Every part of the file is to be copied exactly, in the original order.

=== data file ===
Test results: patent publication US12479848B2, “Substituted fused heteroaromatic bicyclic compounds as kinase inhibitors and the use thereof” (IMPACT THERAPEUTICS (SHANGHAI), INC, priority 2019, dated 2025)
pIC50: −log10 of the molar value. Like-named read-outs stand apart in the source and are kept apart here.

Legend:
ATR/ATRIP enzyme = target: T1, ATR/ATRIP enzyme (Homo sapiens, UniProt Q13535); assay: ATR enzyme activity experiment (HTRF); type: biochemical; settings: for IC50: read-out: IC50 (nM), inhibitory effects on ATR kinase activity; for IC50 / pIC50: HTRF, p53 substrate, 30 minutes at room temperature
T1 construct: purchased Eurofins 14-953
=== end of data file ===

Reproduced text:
Test results: patent publication US12479848B2, “Substituted fused heteroaromatic bicyclic compounds as kinase inhibitors and the use thereof” (IMPACT THERAPEUTICS (SHANGHAI), INC, priority 2019, dated 2025)
pIC50: −log10 of the molar value. Like-named read-outs stand apart in the source and are kept apart here.

Legend:
ATR/ATRIP enzyme = target: T1, ATR/ATRIP enzyme (Homo sapiens, UniProt Q13535); assay: ATR enzyme activity experiment (HTRF); type: biochemical; settings: for IC50: read-out: IC50 (nM), inhibitory effects on ATR kinase activity; for IC50 / pIC50: HTRF, p53 substrate, 30 minutes at room temperature
T1 construct: purchased Eurofins 14-953